There was a weird girl in my high school who we all called The Bird. We called her that because
of her nervous, birdlike movements and the way she would hunch her shoulders toward her ears as if
she was hoping her head would disappear into her body. She had sallow skin that looked as if it had
never felt the sun, and there was usually a blotchy red rash in the middle of her forehead. She had fine
black hair on her arms long enough to comb, and she wore clothes that had been out of fashion since
Shirley Temple was singing “The Good Ship Lollipop.” She was also the object of such contempt and
such cruel ridicule, that it shames me to this day to think I was a part of it, even tacitly.
Oh, I was never one to say anything to her face. I wasn’t that brave. I’d wait until she hurried by
with her books held tightly to her chest and join in the chorus of birdcalls with the other guys. She was
always good for a laugh. And it’s important when you’re a teenager to join the laughter, lest the
laughter turn on you.
I remember one day when the Bird was surrounded by three of four suburban-variety bullies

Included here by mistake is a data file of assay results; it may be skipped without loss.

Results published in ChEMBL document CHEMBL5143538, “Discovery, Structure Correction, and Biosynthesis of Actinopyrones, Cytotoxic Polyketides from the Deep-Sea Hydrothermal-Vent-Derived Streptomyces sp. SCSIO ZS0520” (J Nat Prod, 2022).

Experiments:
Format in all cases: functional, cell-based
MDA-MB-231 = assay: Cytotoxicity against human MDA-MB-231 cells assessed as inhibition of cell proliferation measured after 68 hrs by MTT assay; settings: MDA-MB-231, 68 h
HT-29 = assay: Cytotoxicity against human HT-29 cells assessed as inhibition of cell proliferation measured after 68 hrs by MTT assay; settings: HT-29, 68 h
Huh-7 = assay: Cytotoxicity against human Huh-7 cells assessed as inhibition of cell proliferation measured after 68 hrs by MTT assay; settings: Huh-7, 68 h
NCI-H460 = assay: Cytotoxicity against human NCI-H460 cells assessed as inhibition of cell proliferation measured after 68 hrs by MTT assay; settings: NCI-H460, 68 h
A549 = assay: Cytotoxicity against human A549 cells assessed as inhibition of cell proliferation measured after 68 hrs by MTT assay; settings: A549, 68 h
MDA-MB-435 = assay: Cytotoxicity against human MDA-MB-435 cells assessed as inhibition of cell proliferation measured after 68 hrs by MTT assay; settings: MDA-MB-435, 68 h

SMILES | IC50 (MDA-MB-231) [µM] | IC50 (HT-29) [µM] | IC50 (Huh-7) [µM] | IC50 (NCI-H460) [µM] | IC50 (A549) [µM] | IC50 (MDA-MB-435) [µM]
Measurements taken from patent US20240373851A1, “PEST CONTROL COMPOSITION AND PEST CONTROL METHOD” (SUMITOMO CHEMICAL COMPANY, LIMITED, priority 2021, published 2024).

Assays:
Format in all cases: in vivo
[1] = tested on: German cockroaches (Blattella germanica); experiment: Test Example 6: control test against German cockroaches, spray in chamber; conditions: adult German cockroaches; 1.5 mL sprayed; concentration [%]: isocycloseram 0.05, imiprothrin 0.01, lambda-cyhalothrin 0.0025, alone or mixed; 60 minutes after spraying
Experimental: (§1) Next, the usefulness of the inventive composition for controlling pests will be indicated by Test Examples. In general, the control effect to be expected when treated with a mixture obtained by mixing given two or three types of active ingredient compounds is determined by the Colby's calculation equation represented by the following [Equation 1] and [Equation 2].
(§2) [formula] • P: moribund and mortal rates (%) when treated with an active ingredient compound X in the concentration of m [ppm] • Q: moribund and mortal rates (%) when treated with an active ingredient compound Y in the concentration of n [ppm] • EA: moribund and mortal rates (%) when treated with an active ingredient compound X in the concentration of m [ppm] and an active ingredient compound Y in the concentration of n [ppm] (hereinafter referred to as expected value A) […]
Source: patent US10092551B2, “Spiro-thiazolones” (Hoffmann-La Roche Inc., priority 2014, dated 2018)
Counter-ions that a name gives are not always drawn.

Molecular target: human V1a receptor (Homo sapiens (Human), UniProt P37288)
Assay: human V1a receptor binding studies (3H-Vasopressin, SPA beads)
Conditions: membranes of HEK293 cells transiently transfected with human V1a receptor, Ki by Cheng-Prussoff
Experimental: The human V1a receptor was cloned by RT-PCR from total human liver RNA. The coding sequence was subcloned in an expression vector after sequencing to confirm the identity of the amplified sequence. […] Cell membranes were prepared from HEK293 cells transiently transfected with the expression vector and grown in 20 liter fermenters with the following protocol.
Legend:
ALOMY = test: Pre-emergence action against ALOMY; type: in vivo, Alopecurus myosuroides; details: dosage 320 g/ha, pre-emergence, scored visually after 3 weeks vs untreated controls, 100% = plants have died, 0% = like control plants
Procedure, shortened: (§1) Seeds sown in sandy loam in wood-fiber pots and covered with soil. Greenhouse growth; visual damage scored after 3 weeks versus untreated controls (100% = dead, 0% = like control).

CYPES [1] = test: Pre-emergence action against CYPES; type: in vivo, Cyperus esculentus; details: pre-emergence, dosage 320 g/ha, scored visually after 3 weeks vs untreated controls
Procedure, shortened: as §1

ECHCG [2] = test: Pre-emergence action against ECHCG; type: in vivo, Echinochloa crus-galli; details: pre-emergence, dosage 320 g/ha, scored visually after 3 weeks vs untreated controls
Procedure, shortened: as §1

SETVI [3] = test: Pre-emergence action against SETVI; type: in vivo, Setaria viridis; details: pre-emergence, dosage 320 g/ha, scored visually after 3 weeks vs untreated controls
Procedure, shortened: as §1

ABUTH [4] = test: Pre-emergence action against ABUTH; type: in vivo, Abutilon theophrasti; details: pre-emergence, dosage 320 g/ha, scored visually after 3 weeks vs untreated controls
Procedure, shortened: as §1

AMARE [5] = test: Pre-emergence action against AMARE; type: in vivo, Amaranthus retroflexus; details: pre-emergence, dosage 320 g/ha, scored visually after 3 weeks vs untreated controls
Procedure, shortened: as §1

who had stopped her in the corridor between classes. They were flapping their arms and screeching in
her ear. She was terrified. Her eyes darted in panic. A couple of her books fell to the floor. When she
stooped to pick them up, the guys bent over her in a circle, closing in, screeching, screeching.
Then this girl came out of nowhere. I’d never seen such anger in a girl before. She went up to
the leader of the tormentors and ripped into him with a hot fury. “Stop it!” she shouted. “Can’t you see
what you’re doing?” The guys backed off, stunned.
Then the girl went over to The Bird and put her arm around her shoulder and walked her to class.
I thought about The Bird when I read heard about Nathan Faris, the little boy who shot a
classmate and killed himself after being the target of teasing by the kids in his school. I thought of how I...